WORLDS OF PUPPETRY MUSEUM
Grand opening. 11 a.m.-6 p.m. Nov. 14. $10.50 timed entry tickets; $20.50 all-inclusive tickets, including Create-a-Puppet Workshop and admission to “Rudolph the Red-Nosed Reindeer.”
Meet Abby Cadabby from “Sesame Street,” Sockly and Leslie Carrara-Rudolph and her puppet pal Lolly Lardpop. Dine from food trucks Hail Caesar and Spiedie Zone, and enjoy happy hour (4-6 p.m.).
Beginning Nov. 15. 9 a.m.-5 p.m. Tuesdays-Fridays; 10 a.m.-5 p.m. Saturdays; noon-5 p.m. Sundays. Last entry 4:30 p.m. each day. $10.50 ages 2 and older; free for members. 1404 Spring St. N.W., Atlanta. 404-873-3391, www.puppet.org.
The Center for Puppetry Arts has long been one of the crown jewels of Atlanta’s attractions, but on Nov. 14, it marks a major milestone with the grand opening of the new Worlds of Puppetry Museum. Here are nine things to know before you go.
1. The Center for Puppetry Arts’ 15,000-square-foot, $14 million Worlds of Puppetry Museum broke ground in June 2014. It was paid for by individual and corporate donations.
2. The museum features two galleries. The Global Collection Gallery houses 175 puppets and artifacts representing five continents. The Jim Henson Collection Gallery offers a changing array of more than 75 items chronicling Henson’s career in TV and film.
3. A highlight of the Jim Henson Collection Gallery is a re-creation of an interactive, operational TV studio. There’s also a re-creation of a Henson puppet workshop.
4. Jim Henson first met Vince Anthony, president and executive director of the Center for Puppetry Arts, in 1974 when Anthony was trying to drum up interest and funds for the center at a Puppeteers of America festival in New Orleans. Four years later, Henson — along with Kermit the Frog — was in Atlanta to cut the ribbon on opening day.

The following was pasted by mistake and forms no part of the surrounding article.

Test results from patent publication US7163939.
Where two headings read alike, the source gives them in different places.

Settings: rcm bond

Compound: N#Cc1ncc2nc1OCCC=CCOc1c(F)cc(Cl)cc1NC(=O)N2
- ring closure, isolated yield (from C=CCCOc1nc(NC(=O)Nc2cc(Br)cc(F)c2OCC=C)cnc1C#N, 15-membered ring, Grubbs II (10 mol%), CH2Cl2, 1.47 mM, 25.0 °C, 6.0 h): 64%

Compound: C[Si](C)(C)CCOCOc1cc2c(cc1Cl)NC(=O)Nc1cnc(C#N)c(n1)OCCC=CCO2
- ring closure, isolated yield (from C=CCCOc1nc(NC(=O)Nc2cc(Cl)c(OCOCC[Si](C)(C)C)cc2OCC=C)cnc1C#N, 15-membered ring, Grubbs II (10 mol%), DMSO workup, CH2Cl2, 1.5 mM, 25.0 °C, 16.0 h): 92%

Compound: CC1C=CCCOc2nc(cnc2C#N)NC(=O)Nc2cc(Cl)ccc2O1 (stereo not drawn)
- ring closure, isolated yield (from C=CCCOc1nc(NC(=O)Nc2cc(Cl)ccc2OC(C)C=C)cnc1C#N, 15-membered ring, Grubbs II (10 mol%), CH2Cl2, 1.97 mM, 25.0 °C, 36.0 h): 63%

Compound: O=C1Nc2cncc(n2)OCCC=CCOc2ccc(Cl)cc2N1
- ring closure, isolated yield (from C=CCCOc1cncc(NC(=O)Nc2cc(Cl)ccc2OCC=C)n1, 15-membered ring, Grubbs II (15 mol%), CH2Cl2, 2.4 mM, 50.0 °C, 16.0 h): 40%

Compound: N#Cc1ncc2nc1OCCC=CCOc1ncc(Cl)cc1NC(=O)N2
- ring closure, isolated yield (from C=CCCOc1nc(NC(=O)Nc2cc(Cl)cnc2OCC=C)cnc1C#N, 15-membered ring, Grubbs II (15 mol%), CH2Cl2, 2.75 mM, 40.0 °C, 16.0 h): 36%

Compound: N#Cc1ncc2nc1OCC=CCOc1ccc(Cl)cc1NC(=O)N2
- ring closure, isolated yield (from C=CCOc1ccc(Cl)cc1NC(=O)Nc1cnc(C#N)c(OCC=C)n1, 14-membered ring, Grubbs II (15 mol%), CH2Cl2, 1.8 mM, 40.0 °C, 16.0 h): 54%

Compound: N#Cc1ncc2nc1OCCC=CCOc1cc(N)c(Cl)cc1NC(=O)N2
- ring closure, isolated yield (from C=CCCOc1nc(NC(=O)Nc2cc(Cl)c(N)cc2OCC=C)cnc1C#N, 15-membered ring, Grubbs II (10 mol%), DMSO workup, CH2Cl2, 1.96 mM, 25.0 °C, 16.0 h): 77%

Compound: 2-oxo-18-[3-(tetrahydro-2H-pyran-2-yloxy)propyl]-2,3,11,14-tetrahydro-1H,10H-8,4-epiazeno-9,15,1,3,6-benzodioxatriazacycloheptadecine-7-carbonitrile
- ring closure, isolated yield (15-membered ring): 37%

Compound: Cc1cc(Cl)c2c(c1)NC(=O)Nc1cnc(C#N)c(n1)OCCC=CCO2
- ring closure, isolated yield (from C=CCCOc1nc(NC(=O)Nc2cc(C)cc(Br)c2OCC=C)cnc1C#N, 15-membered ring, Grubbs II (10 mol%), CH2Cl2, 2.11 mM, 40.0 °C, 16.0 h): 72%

5. Henson died in 1990. In 2007, his family donated more than 500 artifacts from his career to the Center for Puppetry Arts, including puppets and other items from “Sesame Street,” “The Muppet Show,” “Fraggle Rock” and “The Dark Crystal.”
6. One highlight of the Global Collection Gallery is a pair of stop-motion puppets from director Tim Burton’s 2005 film “Corpse Bride.” They share space with Gumby and Pokey from “The Gumby Show.”
7. Speaking of Gumby, celebrate the rubbery green dude’s 60th anniversary with an evening of your favorite episodes at 7 p.m. Dec. 5. Specially curated for the center by Joe Clokey, son of Gumby creator Art Clokey, the screening will feature handpicked episodes and clips of “The Gumby Show.” $10.50.
8. Among a collection of puppets representing Africa in the Global Collection Gallery are prototype masks of the characters Scar and Mufasa from “The Lion King” Broadway musical.
9. “Rudolph the Red-Nosed Reindeer,” a Jon Ludwig adaptation of the classic TV special and a holiday favorite with families, runs through Dec. 27. Ticket includes admission to the museum and Create-a-Puppet workshop. $20.50-$24.50.
— Compiled from staff reports